M.S. Dhoni. Photo:
M.S. Dhoni. Photo:

A fresh beginning for the Indian cricket team

A core team which includes a plethora of young players under Dhoni seems to be taking shape ahead of the 2015 ICC Cricket World Cup

The Indian team announced for the Champions Trophy, starting 6 June, suggests the end of an era. Missing the flight to England are five players without whom a One Day International (ODI) side was unthinkable less than a year ago: Virender Sehwag, Gautam Gambhir, Yuvraj Singh, Harbhajan Singh and Zaheer Khan.

Consensus opinion—and not without merit—seems to be that the selectors are looking ahead to the 2015 ICC Cricket World Cup, which explains the plethora of young players in the squad. Not all of them may last the two-year distance, but a core team for that campaign under Mahendra Singh Dhoni seems to have taken shape.

This does not mean that Sehwag, Harbhajan, Yuvraj, Khan or Gambhir can be ruled out for the 2015 World Cup, but the difficulty quotient for them in making a comeback will be enormous, for reasons of age and fitness more than just form. Of this lot, it would appear that Harbhajan and the still-young Gambhir could make it, but just about.

Interestingly, all these players were part of the overhaul that accompanied Sourav Ganguly’s ascent to the captaincy in 2000, though Gambhir came at the cusp, when Ganguly’s tenure was approaching its end in 2004.

Of the others who made their debut under Ganguly, Irfan Pathan makes a comeback. And there is Dhoni, the current captain, whose influence in recent selection matters is believed to be considerable.

Harbhajan, Yuvraj and Khan all made their international debuts as promising young guns between 1998 and 2000, and Sehwag burst on to the scene with a century on Test debut in 2001. They were to align with formidable names like Sachin Tendulkar, Rahul Dravid, Anil Kumble, V.V.S. Laxman and Javagal Srinath to make India a major force in world cricket, especially when playing overseas, where the team had always struggled.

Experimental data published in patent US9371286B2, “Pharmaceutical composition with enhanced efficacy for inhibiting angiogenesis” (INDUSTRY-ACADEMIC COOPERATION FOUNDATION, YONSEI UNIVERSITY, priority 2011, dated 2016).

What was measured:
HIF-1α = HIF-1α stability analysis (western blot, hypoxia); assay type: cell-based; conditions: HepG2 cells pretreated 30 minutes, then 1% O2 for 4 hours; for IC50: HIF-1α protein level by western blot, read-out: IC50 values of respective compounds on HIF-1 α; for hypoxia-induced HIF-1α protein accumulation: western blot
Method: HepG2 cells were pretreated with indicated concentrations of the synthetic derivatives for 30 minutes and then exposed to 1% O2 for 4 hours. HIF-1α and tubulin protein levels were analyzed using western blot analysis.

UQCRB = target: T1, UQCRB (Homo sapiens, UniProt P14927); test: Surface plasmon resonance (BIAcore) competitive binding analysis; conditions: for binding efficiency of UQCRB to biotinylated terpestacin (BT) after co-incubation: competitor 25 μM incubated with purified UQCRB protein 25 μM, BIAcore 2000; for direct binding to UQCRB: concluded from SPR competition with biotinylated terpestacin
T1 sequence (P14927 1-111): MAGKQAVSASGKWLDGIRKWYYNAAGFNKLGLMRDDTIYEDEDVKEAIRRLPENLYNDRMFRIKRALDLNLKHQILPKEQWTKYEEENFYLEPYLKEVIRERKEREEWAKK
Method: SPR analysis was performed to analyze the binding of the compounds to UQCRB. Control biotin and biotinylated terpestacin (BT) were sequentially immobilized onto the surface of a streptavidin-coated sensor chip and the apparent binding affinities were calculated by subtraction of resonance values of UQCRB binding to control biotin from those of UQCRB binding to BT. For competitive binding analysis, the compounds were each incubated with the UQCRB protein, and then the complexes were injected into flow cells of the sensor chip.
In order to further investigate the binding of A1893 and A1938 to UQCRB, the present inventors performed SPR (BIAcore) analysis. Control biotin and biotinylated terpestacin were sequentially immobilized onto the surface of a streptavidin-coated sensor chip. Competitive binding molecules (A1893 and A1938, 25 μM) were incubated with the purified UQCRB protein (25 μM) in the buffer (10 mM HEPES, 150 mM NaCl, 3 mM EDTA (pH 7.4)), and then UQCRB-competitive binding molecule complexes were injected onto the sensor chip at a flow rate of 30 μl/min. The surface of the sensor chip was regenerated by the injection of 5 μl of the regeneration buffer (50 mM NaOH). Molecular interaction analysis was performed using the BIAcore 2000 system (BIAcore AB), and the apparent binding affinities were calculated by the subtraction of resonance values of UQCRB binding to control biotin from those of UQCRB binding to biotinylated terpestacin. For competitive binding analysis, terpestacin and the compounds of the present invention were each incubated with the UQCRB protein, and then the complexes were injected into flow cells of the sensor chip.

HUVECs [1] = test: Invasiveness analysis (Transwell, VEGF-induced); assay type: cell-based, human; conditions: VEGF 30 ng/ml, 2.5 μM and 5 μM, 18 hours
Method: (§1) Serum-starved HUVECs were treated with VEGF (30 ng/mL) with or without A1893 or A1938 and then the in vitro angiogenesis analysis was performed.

This was a trying period for Indian cricket, with the match-fixing scam having been unearthed, and it couldn’t have been easy for Ganguly, only 28 when he was put in charge, to resurrect not just the image of Indian cricket, but also make the team perform credibly.

Barring Gambhir, this bunch came to be identified closely with Ganguly because he trusted their ability and backed them in times of adversity. All four—Sehwag, Harbhajan, Khan and Yuvraj—lost the trust of the selectors at some point, but not Ganguly’s, and returned to the side as match winners.

Not unnaturally, they showed strong allegiance to their captain, especially when Ganguly went through rough times. In hindsight, it is hardly surprising that these players did not find favour with coach Greg Chappell when he was at loggerheads with the then Indian captain.

Sehwag, Harbhajan, Yuvraj, Khan, Gambhir and Dhoni were to play stellar roles in India’s World Cup triumph in 2011, and in taking the team to the No.1 Test ranking earlier that year. Though Yuvraj was not a regular fixture in the five-day format, his influence in limited-overs cricket was enormous.

By this time, of course, Ganguly’s own career was over, as was Kumble’s. Dravid and Laxman were no longer part of the scheme of things where limited-overs cricket was concerned and Tendulkar has since quit ODIs.

But Dhoni benefited greatly from the ability and experience of “Ganguly’s Gang", much as the former India captain had benefited from having inherited players like Tendulkar, Kumble and Dravid.

The team makeover since seems almost complete. It’s been an excruciating two years since the World Cup triumph but the recent whitewash of Australia and significant wins against England in ODIs suggest that Indian cricket is on the mend.

Dhoni has a young brigade that seems to be abundantly talented, yet remains unproven in overseas conditions or difficult situations. Players like Shikhar Dhawan, Virat Kohli, Rohit Sharma, Ravindra Jadeja, Cheteshwar Pujara (who is on the shortlist for ODIs too), R. Ashwin, Bhuvneshwar Kumar and M. Vijay have been hugely impressive at home but their credentials overseas are still suspect.

On the face of it, this makes the captain (and team) vulnerable; on the other, it provides Dhoni a completely clean slate to do as he will. There has been talk that he has handpicked players. It may not be true, but I don’t find it disagreeable even if it is.

I believe a captain must have a major say in team selection, and as long as his suggestions are not outrageous, the selectors must be accommodating. If Dhoni has got who and what he wanted, fair dinkum. But he also has the onus of making the team as formidable as it was during Ganguly’s heydays.

Ayaz Memon is a senior columnist who writes on sports and other matters.

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